The cars were then impounded to await the regularity test the next morning, and it appeared that two of the three SAAB team cars could be qualifiers for this as part of the first ten. Since, as far as we could see, the fire truck episode seemed to comprise a hazard in no way comparable to others encountered in the road sections of the Rallye, being a matter of chance rather than driving skill, and since it was so considerable that it had had a devastating effect on the scores of cars having the misfortune to be coming through at that time, it seemed reasonable to assume that this last leg would be thrown out. On this assumption that the Wehman/Braun car had really “taken it”. In fact it was not until the next morning when the scores were posted before the regularity tests that the awful truth emerged. The last leg had not been thrown out and as a result, the Wehman car had suffered 898 penalty points, placing it incredibly enough, still in first position but a scant 14 points ahead of the next car, the Blackburn Jaguar. (A road block involving a truck had occurred earlier in the Rallye and unknown to us had involved many competitors much more than our own.) All hope seemed to melt away. The regularity tests included backing, braking and acceleration tests and although the SAAB, as a car could easily cope with these, it nevertheless put a terrific responsibility on Wehman who had had virtually no time in which to practice this kind of exercise with the car, and whose nerves at this point were ready to blow up. Windows had to be rolled up, rear view mirrors were taped over and there was little doubt but that here, long familiarity with a car would be a vital factor since an intimate knowledge of the car´s width, length and turning radius is needed for such tests.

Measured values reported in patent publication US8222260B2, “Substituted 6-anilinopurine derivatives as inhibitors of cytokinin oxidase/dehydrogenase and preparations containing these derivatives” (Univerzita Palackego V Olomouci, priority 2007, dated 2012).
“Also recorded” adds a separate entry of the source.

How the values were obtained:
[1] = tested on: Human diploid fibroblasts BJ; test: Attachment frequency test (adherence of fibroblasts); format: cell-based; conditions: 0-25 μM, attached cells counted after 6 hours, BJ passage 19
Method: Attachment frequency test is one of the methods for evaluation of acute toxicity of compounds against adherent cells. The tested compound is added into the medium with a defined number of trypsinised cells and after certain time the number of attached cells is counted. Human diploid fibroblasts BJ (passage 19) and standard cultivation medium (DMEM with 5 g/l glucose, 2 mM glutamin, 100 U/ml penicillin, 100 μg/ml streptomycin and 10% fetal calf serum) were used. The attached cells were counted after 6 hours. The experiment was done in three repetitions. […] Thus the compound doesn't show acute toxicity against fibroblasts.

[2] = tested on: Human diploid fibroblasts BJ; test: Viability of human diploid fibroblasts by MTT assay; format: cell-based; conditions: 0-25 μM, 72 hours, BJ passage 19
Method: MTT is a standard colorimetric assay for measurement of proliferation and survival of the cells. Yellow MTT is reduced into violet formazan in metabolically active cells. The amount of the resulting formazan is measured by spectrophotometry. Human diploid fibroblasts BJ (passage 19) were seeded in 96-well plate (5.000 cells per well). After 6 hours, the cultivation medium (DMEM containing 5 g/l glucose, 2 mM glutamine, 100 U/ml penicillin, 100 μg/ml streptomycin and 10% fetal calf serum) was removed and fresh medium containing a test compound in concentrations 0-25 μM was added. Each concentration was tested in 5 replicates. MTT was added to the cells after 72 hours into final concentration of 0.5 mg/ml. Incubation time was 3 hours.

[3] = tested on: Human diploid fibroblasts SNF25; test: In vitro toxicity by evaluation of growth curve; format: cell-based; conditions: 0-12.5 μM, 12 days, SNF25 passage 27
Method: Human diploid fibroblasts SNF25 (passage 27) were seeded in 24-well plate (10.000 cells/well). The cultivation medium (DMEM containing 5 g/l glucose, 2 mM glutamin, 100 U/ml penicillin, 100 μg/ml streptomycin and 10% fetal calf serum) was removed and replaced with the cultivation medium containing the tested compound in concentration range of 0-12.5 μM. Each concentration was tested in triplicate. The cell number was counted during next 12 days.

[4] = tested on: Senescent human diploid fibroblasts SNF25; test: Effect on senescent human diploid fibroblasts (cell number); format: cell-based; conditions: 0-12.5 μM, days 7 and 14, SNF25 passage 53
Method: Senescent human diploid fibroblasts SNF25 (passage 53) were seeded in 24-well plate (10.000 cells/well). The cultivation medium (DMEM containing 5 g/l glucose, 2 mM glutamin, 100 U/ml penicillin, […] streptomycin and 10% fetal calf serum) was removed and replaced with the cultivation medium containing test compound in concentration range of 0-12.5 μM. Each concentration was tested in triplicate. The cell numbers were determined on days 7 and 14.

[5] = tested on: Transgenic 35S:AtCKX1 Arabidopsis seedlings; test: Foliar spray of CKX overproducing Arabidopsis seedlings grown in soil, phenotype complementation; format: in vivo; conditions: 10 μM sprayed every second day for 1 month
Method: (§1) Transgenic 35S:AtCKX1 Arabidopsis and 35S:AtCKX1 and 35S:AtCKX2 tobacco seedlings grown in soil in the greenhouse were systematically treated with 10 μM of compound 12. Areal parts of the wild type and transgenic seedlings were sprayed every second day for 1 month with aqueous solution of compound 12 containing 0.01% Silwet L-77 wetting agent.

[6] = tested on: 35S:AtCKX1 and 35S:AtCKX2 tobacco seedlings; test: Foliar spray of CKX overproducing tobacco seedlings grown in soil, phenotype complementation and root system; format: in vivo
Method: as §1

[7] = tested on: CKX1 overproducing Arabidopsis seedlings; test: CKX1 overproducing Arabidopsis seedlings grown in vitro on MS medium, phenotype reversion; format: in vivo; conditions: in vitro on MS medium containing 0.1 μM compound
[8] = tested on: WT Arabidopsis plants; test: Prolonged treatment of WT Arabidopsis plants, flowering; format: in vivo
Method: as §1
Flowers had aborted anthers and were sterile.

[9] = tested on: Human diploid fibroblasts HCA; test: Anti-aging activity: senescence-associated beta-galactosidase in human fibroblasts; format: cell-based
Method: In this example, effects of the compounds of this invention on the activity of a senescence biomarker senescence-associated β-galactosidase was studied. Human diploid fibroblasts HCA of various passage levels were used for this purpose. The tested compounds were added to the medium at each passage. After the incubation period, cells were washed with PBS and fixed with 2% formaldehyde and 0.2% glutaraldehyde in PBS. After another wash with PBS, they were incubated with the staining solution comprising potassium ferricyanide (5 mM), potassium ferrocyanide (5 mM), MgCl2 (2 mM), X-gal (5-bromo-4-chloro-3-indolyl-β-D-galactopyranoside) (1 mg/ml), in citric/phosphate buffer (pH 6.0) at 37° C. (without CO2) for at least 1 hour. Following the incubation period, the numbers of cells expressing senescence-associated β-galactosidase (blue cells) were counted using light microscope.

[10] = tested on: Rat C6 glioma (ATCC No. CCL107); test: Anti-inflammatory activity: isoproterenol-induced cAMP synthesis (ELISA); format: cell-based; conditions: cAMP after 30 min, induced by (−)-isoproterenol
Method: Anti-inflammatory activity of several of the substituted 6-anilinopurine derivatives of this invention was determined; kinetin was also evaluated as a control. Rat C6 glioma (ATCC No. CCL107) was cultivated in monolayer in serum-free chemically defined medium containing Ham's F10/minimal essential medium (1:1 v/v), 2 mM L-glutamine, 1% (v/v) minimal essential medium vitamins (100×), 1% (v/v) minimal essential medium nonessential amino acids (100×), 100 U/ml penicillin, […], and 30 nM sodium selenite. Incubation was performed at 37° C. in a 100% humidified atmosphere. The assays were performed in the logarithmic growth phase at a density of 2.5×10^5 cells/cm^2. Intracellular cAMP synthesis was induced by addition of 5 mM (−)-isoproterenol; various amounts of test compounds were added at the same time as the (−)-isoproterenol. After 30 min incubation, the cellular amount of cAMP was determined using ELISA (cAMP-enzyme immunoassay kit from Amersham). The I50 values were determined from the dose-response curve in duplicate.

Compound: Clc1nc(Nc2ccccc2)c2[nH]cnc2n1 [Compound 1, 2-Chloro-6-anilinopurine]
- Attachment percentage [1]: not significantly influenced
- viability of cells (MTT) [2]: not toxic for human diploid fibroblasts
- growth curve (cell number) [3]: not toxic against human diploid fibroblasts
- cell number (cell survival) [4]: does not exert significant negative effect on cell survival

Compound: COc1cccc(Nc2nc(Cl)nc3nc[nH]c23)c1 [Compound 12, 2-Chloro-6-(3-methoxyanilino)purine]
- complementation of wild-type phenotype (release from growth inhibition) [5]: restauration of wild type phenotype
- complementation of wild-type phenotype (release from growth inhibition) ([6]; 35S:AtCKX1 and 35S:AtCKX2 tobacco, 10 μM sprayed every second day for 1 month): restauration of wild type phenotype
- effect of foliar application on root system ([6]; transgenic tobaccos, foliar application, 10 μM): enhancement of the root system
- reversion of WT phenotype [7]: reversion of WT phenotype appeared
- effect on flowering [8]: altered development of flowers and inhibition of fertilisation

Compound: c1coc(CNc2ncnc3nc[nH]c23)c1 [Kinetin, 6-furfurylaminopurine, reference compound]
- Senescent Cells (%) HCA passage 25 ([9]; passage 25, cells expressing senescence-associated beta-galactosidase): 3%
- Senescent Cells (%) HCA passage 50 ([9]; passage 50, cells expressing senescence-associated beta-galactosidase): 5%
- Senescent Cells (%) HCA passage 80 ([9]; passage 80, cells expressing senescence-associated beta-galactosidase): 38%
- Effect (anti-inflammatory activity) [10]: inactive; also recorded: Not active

Only the top ten cars were allowed to enter the regularity tests, and the temth car was started first. Slowly each completed its test and the tension in the SAAB team mounted all the time. The sixth car was Maurice Gatsonides on a Triumph TR-3, who completed a near perfect run. The fifth car was Rolf Mellde in SAAB number 50 and his performance was so spectacular that the entire audience burst into applause. In circling to come in for the first garaging test, Mellde had the car on full bore and by using the emergency brake at just the right moment was able to bring the tail end around to place him just right for straight section. Eventually the then second placed car, the Blackburn Jaguar, came to the line and executed a really smooth and well driven run. If the Wehman SAAB could at least equal it, SAAB was in, but in a test where, after 1450 miles of tortuous driving, parking six inches closer to a rail can determine who is top scorer, anything could happen. The little white car was off with crackle of its engine and the first run was completed near perfectly. Now for the backing test around the circle and into the simulated garage made of 4 oil barrels, one for each corner of the “garage”. The car started but gathering speed a little too quickly began to go wide of the arc. Wehman saw what was happening in time, slammed the car to a stop, pulled forward, corrected and the raced backward again and in between the barrels to within a snug few inches of the crash bar that must not be knocked off its pedestals. The Rallye was over and now all that remained were the interminable hours until the final listing was determined. Those results are now known to all. As we said in our last issue, it is over and it is won, but at that time we could have no idea by whom. SAAB has achieved a victory of unprecedented proportions and the wonderful reliability and road holding of these cars as demonstrated in this year´s GAMR has already achieved great attention. To boot Wehman and Braun broke the record that says “He who is first from the beginning never finishes first.” They were first and they stayed first…. Bravo ! Now it is on to the Alpine. As you may know, first place winners receive an all expenses paid entry to the famous Alpine Rally in Europe next Spring _ an endeavour in which we wish them the greatest luck with their SAAB.